How not to ride STP

9

by Kelli on Jul 19, 2006 at 8:52 AM

With the perspective of a seasoned cyclist and the training of a complete novice, here’s my how-not-to ride the Seattle to Portland Bicycle Classic.

No bikes in this area.

When my husband and I were transplanted here nearly two years ago, I quickly discovered the cult that are STPers and knew that I just had to join. Despite many years on the bike, I hadn’t yet completed a full century (though I’ve come darn close) and longed for the challenge of a double-century. Unfortunately, while on one of my first rides following some intense spring marathon training, I suffered a broken collarbone from a fall. With just over seven weeks before STP, I was uncertain whether I would make the ride at all, and knew that my whole training plan was scrapped. At best I would be riding as a relatively seasoned cyclist with the training of a complete couch potato. With two weeks to go, I could reach my handlebars without too much pain and managed a quick 35-mile spin around town. That was enough for me, I was in.

  1. Do Not ride STP without adequate saddle time.

    Believing myself to be a hard-core bike chick, I’ve long since forgotten all of the novice rules. Rule #1 in training for a long ride is to log enough time in the saddle. While my legs and the rest of my body were up for the challenge, my rump had been in the saddle for only a few quick spins in the preceding weeks.

    If it means strapping a bike saddle to the top of your office chair, be certain that your ass is quite familiar with the shape and firm texture of the saddle. For as much training as we should be devoting to our heart and legs, ensure that your butt is given the same consideration. If not properly trained, I assure you that it will command the attention so rightfully deserved around mile sixty, in a most unforgiving way.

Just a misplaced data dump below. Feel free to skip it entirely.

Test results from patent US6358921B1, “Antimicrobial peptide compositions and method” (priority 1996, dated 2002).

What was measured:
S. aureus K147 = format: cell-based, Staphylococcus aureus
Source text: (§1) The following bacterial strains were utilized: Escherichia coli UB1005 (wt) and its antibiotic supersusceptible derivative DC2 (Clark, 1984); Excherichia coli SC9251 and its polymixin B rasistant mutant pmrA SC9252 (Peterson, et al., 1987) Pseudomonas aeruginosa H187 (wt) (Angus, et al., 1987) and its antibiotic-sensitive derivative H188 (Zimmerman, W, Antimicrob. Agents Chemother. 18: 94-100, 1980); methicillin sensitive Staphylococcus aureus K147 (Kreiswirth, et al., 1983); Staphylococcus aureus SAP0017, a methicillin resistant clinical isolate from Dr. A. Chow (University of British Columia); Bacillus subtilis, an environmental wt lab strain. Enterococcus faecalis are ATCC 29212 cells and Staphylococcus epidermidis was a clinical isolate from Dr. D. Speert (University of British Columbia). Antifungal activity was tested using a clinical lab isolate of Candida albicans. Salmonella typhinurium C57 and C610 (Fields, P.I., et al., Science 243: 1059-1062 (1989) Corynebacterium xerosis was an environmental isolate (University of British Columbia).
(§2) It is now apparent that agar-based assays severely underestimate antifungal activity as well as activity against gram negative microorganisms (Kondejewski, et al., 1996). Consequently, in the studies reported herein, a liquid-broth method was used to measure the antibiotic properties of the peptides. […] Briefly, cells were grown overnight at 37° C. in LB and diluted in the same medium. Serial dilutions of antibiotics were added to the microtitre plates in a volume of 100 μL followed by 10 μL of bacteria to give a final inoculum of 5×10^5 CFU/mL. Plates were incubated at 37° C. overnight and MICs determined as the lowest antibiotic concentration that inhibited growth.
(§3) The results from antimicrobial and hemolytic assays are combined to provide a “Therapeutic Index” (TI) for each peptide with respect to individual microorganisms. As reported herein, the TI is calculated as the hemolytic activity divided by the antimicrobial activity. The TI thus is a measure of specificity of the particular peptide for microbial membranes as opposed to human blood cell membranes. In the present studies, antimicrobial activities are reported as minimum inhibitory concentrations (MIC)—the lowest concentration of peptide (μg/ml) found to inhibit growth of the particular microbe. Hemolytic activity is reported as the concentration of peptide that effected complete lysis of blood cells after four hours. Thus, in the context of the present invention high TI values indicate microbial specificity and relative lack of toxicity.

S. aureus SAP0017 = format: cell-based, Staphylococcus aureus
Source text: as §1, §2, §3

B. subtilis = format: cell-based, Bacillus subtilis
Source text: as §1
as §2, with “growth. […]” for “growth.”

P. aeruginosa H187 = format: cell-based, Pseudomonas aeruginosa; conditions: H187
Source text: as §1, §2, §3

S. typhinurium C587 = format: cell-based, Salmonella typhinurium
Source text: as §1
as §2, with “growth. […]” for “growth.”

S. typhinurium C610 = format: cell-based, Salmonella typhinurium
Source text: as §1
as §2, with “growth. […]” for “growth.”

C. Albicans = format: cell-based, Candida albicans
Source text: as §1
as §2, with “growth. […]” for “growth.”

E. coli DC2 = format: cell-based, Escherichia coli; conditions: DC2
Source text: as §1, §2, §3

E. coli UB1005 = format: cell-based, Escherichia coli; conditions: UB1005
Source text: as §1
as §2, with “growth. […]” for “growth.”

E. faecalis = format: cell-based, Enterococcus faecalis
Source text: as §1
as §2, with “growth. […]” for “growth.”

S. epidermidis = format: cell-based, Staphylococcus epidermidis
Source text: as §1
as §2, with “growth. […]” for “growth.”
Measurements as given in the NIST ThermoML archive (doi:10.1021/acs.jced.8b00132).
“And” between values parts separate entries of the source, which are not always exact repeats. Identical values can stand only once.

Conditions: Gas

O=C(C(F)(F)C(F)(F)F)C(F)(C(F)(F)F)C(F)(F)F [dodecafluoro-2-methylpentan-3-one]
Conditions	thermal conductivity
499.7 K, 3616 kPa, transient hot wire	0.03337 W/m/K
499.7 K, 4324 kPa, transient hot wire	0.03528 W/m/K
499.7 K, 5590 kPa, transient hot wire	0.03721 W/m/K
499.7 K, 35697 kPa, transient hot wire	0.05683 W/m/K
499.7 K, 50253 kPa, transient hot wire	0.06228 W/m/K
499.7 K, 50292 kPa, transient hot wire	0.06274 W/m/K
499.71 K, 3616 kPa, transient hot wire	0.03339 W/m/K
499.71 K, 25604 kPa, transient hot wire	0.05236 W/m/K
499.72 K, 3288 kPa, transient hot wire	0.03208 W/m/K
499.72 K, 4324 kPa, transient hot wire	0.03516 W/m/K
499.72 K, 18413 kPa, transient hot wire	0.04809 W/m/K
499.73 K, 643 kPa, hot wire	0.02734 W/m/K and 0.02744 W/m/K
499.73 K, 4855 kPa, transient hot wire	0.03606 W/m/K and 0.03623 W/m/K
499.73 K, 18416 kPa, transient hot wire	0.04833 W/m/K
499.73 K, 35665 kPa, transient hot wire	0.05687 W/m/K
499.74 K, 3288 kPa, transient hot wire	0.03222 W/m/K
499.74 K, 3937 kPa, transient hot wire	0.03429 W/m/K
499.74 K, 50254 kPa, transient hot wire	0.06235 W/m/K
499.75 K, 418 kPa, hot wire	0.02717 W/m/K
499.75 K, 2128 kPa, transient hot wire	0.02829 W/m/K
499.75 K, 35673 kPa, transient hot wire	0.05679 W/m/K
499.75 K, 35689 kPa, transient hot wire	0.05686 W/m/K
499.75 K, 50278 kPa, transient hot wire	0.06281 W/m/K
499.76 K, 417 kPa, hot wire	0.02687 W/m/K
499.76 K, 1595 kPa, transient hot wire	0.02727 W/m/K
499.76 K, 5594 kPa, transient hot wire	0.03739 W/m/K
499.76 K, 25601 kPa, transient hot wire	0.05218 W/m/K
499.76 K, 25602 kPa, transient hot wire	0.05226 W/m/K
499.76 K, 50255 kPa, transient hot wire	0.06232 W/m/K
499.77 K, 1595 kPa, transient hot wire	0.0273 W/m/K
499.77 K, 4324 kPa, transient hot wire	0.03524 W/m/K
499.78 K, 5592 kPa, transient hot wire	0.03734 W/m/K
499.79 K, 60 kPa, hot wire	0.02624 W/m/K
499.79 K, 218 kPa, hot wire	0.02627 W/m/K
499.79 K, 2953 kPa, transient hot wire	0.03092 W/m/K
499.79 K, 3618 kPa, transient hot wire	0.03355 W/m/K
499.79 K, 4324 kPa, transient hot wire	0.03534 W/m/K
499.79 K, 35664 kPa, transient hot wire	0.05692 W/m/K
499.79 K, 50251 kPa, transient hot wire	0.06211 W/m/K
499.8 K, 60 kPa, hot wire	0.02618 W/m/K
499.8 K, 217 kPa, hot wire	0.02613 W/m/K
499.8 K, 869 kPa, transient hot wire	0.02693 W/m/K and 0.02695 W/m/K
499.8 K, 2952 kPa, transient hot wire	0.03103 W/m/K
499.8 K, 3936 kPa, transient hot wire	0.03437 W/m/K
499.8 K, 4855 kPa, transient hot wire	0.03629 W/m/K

Needless to say, this a lesson re-learned the hard way. The second half of the day one and most of day two found me on the back of the tandem wincing in pain. Standing helped for a split second, but only after I managed to pry myself up off the seat while holding back the tears.

  2. Do not ride STP on a tandem that you’ve never trained on.

    With my training plan scrapped and my arm in a sling, my riding partner tells me that she’s bailing. Desperate to make the ride, I put in an emergency call to my father, and personal cheer-leader, and ask him to ride with me. It had been thirteen years since I tucked in behind him on a tandem, but we were excited to ride together again and quickly went about renting one. He’s a much stronger rider than I, regularly logging 150-mile weeks. At the very least, I knew that he was ready for the ride and figured that I could just kick my feet up and let him take me all the way into Portland. After some final adjustments to the bike, I was as ready as one could expect to be only seven weeks after a breaking a clavicle.